A great post worth re-posting

Posted by James Walsh on 5/26/2020 8:00:00 AM

*This entry is a re-posting of a great blog by George Couros, which he took from the PROFESSIONAL LEARNING JOURNAL


1. They are a welcoming and warm environment. 

You can get a feeling of the culture of a school within a few minutes of entering.  Whether it is talking to the secretary, or seeing what is on the walls, the culture permeates through all pores of the building.  Every adult makes every child feel important, whether it is making connections with them during supervision or acknowledging them as you pass them in the hallway.  This starts with the principal, but it is something that should be expected from all staff. Learn names, make kids feel welcome and valued, and create a space where students want to be.  Without this, other factors don’t matter much.

2. They develop students as good people and learners. 

It is imperative that we not only develop kids as learners but as great people.  Many would argue that this is the role of the parents/guardians at home, and although I agree it is imperative at home, it is not the responsibility of either home or school, it is that we develop both. It truly takes a village.  If schools only teach students the curriculum, we have failed them.  This is not to say that people and students will not make mistakes, but that they develop empathy and understanding for others, and learn to become considerate and kind for others as well.  Both becoming a learner and a better person, can be taught at the same time.

3.  They model the learning they expect from their students.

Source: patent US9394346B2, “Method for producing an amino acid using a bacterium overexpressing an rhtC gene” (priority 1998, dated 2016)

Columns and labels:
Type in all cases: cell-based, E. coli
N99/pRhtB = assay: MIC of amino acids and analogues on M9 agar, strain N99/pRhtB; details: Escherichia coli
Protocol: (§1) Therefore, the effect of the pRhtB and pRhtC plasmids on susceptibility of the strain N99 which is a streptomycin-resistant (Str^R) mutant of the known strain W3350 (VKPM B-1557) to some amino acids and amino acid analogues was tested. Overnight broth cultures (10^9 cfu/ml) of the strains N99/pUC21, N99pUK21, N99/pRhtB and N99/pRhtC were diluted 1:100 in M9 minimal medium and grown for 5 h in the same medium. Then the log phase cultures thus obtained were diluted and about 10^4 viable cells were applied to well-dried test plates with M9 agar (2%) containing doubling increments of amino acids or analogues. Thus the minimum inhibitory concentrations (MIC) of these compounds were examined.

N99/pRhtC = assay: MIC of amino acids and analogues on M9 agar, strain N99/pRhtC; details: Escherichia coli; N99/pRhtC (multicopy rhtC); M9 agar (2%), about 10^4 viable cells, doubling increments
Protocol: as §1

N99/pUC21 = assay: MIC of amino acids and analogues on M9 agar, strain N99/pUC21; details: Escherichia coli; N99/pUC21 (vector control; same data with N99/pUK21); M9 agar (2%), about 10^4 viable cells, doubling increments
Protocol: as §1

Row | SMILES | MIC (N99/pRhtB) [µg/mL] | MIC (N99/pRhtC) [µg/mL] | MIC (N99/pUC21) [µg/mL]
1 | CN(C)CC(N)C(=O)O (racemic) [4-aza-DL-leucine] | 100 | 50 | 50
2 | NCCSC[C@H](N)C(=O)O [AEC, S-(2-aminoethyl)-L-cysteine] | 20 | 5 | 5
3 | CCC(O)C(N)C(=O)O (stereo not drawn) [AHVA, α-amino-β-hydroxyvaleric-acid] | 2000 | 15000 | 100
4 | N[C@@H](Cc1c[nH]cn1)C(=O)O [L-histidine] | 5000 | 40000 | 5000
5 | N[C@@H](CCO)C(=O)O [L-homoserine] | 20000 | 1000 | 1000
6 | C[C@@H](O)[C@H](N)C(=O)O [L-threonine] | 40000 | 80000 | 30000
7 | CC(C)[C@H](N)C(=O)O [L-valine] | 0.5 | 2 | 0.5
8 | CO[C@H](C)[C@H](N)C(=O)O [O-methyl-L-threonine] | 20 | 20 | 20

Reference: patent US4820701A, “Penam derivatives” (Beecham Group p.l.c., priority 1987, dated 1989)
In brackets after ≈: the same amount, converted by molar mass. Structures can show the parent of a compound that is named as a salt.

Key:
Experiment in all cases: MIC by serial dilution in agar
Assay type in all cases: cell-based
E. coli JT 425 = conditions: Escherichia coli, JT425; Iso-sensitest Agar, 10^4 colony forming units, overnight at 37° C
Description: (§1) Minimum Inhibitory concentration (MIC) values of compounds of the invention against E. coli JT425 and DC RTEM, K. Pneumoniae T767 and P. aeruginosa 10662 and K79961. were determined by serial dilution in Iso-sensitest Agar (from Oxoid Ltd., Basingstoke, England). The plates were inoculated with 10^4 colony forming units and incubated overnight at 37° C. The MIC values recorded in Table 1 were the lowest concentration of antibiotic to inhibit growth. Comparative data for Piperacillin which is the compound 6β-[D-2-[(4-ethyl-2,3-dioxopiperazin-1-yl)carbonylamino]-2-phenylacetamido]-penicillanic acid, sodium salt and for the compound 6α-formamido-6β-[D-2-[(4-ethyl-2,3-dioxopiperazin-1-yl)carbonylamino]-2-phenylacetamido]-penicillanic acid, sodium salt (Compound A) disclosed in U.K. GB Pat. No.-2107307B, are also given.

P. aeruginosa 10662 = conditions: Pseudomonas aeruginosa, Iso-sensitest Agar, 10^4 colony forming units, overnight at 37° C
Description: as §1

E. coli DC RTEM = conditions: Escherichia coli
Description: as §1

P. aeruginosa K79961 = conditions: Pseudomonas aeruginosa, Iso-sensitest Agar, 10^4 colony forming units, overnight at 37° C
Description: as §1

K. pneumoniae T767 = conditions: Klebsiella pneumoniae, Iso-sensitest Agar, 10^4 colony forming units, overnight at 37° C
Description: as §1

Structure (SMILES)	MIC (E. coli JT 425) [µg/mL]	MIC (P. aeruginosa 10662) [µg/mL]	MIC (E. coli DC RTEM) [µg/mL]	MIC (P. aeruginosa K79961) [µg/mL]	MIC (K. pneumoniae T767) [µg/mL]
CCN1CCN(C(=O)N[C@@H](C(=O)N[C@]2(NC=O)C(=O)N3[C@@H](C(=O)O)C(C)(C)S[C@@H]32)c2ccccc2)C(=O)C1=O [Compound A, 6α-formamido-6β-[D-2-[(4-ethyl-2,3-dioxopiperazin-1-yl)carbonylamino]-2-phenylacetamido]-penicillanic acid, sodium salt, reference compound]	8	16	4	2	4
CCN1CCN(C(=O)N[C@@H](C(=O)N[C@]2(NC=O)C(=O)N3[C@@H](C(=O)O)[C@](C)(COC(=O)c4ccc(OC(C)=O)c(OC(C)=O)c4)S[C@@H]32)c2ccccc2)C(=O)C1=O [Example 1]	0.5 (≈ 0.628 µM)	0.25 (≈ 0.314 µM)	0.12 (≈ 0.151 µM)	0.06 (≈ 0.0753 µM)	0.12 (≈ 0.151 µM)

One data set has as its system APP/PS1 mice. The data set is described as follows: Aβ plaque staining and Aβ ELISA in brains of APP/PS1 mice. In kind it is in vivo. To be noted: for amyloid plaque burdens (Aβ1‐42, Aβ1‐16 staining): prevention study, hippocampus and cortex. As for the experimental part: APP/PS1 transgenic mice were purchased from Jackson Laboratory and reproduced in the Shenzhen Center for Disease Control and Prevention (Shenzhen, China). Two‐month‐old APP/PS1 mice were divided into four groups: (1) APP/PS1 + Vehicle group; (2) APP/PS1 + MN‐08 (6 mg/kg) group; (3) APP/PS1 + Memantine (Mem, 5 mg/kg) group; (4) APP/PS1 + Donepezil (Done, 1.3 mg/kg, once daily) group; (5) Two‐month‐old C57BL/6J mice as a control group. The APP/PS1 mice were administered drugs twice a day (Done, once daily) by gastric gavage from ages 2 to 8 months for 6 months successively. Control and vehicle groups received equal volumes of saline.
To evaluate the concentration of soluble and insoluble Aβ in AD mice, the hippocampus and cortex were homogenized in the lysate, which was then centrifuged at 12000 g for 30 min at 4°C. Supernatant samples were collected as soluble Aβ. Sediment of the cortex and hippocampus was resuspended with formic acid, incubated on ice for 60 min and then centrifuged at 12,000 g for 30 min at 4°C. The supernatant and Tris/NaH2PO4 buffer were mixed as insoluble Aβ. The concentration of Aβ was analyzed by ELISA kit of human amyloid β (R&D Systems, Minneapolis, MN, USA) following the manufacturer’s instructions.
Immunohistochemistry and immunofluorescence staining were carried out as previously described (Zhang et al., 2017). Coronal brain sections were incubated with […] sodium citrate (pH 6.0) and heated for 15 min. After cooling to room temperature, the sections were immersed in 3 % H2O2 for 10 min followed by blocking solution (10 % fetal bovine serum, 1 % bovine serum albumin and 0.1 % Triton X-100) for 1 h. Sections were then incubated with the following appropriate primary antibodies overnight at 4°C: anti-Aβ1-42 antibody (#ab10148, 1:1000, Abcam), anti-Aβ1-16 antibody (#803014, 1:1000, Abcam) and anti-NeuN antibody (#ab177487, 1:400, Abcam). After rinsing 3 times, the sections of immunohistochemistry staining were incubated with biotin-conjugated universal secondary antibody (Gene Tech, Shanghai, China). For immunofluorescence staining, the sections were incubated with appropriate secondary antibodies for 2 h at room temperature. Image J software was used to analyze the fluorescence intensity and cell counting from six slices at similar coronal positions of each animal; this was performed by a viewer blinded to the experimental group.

Continuous growth that is expected from wtudents should be expected from educators as well.  As teachers expect students to grow and become comfortable with change, this needs to be modeled in what we do every day.  Educators need to put their learning at the forefront to ensure that schools go beyond being relevant to students. Still, they immerse students in the reality of their current world, while preparing them for the future.

4. They stoke curiosity, not extinguish it.  

School should not be the end of learning, but only part of the beginning.  Do our students develop an insatiable curiosity to grow, ask questions, challenge ideas, create, innovate, collaborate, and become "problem finders and solvers” now and in the future?  My fear is that willingness to poke around, ask questions, and press buttons to see what happens eventually is “schooled” out of them.  As Amanda Lang shares in her book, “The Power Of Why: Simple Questions That Lead to Success,” curiosity leads to intelligence:

Curiosity is, therefore, strongly correlated with intelligence. For instance, one longitudinal study of 1,795 kids measured intelligence and curiosity when they were three years old, and then again eight years later. Researchers found that kids who had been equally intelligent at age three were, at eleven, no longer equal. The ones who’d been more curious at three were now also more intelligent, which isn’t terribly surprising when you consider how curiosity drives the acquisition of knowledge. The more interested and alert and engaged you are, the more you’re likely to learn and retain. In fact, highly curious kids scored a full twelve points higher on IQ tests than less curious kids did.

We do not need to spark the fire of curiosity of kids in school; they show up curious from day one. We just need to be sure that we fan the flame and not extinguish it.